Sometimes I feel the foreigners who buy houses in Goa are more appreciative of the heritage they buy and do more to restore old Goan houses to their former glory even while we go about pulling down are old houses, which in fact are tiny architectural beauties, and replace them with concrete structures that have an astonishingly short life due to the high salinity in Goa.

I think what we need in Goa is a legislation. Something that will prevent the tearing down of old structures and encourage their protection. When it comes to restoration Goans face a hard time accessing expertise, what we need is for polytechnic and the ITIs to offer courses on masonry and other aspects of restoration. A course for architects on Goan architecture. A course for school children, they must study Goan history for at least 3 years.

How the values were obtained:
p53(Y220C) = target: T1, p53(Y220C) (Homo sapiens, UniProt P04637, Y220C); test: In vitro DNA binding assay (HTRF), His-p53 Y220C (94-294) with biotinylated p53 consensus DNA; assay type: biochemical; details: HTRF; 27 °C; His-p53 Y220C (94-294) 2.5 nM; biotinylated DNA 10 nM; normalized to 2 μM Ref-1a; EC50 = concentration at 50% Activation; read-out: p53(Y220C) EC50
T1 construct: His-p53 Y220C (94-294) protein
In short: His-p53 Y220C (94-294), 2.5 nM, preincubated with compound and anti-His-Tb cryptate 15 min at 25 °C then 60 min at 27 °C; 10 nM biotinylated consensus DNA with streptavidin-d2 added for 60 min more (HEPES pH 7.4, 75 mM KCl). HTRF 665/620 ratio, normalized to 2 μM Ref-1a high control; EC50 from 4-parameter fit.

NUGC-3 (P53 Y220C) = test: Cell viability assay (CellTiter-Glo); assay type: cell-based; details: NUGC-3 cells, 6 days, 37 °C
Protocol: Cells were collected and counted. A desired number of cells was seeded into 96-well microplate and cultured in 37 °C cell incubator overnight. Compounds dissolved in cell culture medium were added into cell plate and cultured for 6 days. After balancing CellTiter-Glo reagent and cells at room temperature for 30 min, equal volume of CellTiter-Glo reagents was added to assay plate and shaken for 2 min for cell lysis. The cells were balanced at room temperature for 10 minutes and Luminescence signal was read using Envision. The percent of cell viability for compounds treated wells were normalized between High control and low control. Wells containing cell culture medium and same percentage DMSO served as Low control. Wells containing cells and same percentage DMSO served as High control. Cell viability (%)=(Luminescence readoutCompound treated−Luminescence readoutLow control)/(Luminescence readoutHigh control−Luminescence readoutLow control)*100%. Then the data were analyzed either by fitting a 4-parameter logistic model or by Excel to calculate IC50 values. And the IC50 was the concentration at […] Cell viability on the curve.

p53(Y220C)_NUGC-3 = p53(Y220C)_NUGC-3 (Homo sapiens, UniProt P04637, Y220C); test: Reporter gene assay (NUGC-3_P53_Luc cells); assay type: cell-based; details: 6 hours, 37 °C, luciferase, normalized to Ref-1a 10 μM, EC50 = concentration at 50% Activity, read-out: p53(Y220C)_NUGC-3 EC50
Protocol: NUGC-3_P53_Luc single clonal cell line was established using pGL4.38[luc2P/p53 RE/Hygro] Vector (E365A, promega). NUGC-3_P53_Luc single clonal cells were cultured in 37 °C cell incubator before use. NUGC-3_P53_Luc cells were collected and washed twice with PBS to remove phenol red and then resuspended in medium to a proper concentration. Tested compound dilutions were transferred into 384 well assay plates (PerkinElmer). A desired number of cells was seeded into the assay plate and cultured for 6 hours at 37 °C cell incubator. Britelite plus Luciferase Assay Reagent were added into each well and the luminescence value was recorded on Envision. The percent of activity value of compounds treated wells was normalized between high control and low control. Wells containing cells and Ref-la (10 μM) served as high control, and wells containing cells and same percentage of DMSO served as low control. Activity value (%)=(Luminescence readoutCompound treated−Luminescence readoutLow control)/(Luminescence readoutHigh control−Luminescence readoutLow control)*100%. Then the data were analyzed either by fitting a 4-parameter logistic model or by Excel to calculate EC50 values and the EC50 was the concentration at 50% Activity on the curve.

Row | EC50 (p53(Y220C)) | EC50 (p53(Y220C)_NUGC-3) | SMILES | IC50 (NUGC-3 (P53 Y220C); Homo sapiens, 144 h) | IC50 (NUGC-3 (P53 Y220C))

Goan heritage has been Goa’s Unique Selling Proposition for tourism. Protected, restored and promoted, Goa can offer a living example of an era to the hordes of Indian tourist who come to Goa.

A canon launcher

There is much to be done to further protect places already protected. Just to take the example of the Old Goa churches, the structures are imposing and awe inspiring and that’s why they are a major tourist draw, but much can be done in terms of making their history known, there are few books available for sale at the place, why cant there be a large library where people can read or buy books about Goa and Old Goa there. The plaques need to be more frequent, so we give more information, perhaps the plaques could be in Hindi and English. Many of the places are disabled unfriendly; they need to be made accessible to the disabled and the elderly.

If you are Goan and reading this I’m sure you’ll agree and have a whole lot of suggestions of your own, but most important, we need to learn to love Goan heritage and culture, we need to spread this love to those who are ignorant of it. And the seeds for this love for Goa has to be sown in schools.